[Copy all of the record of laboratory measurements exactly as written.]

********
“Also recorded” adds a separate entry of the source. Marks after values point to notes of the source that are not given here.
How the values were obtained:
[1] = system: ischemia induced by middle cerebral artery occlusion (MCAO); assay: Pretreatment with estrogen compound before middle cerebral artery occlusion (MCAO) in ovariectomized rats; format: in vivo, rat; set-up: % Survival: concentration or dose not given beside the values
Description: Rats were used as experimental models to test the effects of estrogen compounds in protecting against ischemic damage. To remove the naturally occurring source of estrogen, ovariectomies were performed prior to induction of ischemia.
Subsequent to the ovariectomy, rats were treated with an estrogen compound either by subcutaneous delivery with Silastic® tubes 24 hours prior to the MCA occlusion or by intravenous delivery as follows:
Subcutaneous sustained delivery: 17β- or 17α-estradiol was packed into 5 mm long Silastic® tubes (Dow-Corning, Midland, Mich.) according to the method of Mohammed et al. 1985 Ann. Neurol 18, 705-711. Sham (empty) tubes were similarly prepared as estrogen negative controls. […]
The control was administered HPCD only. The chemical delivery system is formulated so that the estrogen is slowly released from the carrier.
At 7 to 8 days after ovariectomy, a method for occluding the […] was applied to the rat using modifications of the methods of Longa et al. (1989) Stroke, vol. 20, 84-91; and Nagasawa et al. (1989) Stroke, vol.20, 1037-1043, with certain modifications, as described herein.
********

“Also recorded” adds a separate entry of the source. Marks after values point to notes of the source that are not given here.
How the values were obtained:
[1] = system: ischemia induced by middle cerebral artery occlusion (MCAO); assay: Pretreatment with estrogen compound before middle cerebral artery occlusion (MCAO) in ovariectomized rats; format: in vivo, rat; set-up: % Survival: concentration or dose not given beside the values
Description: Rats were used as experimental models to test the effects of estrogen compounds in protecting against ischemic damage. To remove the naturally occurring source of estrogen, ovariectomies were performed prior to induction of ischemia.
Subsequent to the ovariectomy, rats were treated with an estrogen compound either by subcutaneous delivery with Silastic® tubes 24 hours prior to the MCA occlusion or by intravenous delivery as follows:
Subcutaneous sustained delivery: 17β- or 17α-estradiol was packed into 5 mm long Silastic® tubes (Dow-Corning, Midland, Mich.) according to the method of Mohammed et al. 1985 Ann. Neurol 18, 705-711. Sham (empty) tubes were similarly prepared as estrogen negative controls. […]
The control was administered HPCD only. The chemical delivery system is formulated so that the estrogen is slowly released from the carrier.
At 7 to 8 days after ovariectomy, a method for occluding the […] was applied to the rat using modifications of the methods of Longa et al. (1989) Stroke, vol. 20, 84-91; and Nagasawa et al. (1989) Stroke, vol.20, 1037-1043, with certain modifications, as described herein.